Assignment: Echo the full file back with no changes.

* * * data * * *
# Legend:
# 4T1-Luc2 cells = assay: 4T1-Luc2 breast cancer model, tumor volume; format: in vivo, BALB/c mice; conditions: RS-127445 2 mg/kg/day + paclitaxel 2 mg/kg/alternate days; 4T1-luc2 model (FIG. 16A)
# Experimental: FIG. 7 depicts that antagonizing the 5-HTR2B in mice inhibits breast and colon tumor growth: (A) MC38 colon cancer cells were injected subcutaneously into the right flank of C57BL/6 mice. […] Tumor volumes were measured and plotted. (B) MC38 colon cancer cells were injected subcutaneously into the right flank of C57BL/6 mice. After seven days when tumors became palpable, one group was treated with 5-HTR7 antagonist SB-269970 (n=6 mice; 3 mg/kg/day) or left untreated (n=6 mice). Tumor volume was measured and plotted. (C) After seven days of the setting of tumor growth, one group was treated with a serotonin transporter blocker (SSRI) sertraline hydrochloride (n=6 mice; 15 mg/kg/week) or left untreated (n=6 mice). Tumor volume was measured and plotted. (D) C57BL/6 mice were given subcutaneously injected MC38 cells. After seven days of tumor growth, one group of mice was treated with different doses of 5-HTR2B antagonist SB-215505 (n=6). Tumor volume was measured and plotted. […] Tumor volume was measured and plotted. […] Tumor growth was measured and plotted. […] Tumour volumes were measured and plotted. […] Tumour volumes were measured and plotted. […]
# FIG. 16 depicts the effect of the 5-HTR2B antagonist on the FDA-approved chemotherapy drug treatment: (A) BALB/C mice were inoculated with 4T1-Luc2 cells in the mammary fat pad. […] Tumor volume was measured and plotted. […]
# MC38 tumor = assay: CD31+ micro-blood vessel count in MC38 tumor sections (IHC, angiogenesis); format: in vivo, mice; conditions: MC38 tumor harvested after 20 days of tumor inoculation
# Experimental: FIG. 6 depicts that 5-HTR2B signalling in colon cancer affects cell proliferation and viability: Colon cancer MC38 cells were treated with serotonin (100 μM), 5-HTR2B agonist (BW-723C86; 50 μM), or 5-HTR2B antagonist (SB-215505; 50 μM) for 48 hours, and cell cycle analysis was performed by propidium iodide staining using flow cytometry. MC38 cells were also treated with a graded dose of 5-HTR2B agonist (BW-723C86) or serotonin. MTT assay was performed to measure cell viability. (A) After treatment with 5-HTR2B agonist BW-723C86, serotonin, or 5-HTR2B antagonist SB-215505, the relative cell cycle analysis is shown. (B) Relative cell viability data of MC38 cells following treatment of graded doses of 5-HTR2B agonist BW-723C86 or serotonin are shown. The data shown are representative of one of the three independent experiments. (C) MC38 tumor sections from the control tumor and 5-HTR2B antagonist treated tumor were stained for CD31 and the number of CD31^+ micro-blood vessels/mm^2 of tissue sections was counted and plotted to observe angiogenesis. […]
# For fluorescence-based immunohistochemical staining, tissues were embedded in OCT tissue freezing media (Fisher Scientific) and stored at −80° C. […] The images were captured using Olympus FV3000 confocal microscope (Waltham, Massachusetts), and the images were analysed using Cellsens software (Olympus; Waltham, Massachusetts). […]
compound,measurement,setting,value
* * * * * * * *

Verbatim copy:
# Legend:
# 4T1-Luc2 cells = assay: 4T1-Luc2 breast cancer model, tumor volume; format: in vivo, BALB/c mice; conditions: RS-127445 2 mg/kg/day + paclitaxel 2 mg/kg/alternate days; 4T1-luc2 model (FIG. 16A)
# Experimental: FIG. 7 depicts that antagonizing the 5-HTR2B in mice inhibits breast and colon tumor growth: (A) MC38 colon cancer cells were injected subcutaneously into the right flank of C57BL/6 mice. […] Tumor volumes were measured and plotted. (B) MC38 colon cancer cells were injected subcutaneously into the right flank of C57BL/6 mice. After seven days when tumors became palpable, one group was treated with 5-HTR7 antagonist SB-269970 (n=6 mice; 3 mg/kg/day) or left untreated (n=6 mice). Tumor volume was measured and plotted. (C) After seven days of the setting of tumor growth, one group was treated with a serotonin transporter blocker (SSRI) sertraline hydrochloride (n=6 mice; 15 mg/kg/week) or left untreated (n=6 mice). Tumor volume was measured and plotted. (D) C57BL/6 mice were given subcutaneously injected MC38 cells. After seven days of tumor growth, one group of mice was treated with different doses of 5-HTR2B antagonist SB-215505 (n=6). Tumor volume was measured and plotted. […] Tumor volume was measured and plotted. […] Tumor growth was measured and plotted. […] Tumour volumes were measured and plotted. […] Tumour volumes were measured and plotted. […]
# FIG. 16 depicts the effect of the 5-HTR2B antagonist on the FDA-approved chemotherapy drug treatment: (A) BALB/C mice were inoculated with 4T1-Luc2 cells in the mammary fat pad. […] Tumor volume was measured and plotted. […]
# MC38 tumor = assay: CD31+ micro-blood vessel count in MC38 tumor sections (IHC, angiogenesis); format: in vivo, mice; conditions: MC38 tumor harvested after 20 days of tumor inoculation
# Experimental: FIG. 6 depicts that 5-HTR2B signalling in colon cancer affects cell proliferation and viability: Colon cancer MC38 cells were treated with serotonin (100 μM), 5-HTR2B agonist (BW-723C86; 50 μM), or 5-HTR2B antagonist (SB-215505; 50 μM) for 48 hours, and cell cycle analysis was performed by propidium iodide staining using flow cytometry. MC38 cells were also treated with a graded dose of 5-HTR2B agonist (BW-723C86) or serotonin. MTT assay was performed to measure cell viability. (A) After treatment with 5-HTR2B agonist BW-723C86, serotonin, or 5-HTR2B antagonist SB-215505, the relative cell cycle analysis is shown. (B) Relative cell viability data of MC38 cells following treatment of graded doses of 5-HTR2B agonist BW-723C86 or serotonin are shown. The data shown are representative of one of the three independent experiments. (C) MC38 tumor sections from the control tumor and 5-HTR2B antagonist treated tumor were stained for CD31 and the number of CD31^+ micro-blood vessels/mm^2 of tissue sections was counted and plotted to observe angiogenesis. […]
# For fluorescence-based immunohistochemical staining, tissues were embedded in OCT tissue freezing media (Fisher Scientific) and stored at −80° C. […] The images were captured using Olympus FV3000 confocal microscope (Waltham, Massachusetts), and the images were analysed using Cellsens software (Olympus; Waltham, Massachusetts). […]
compound,measurement,setting,value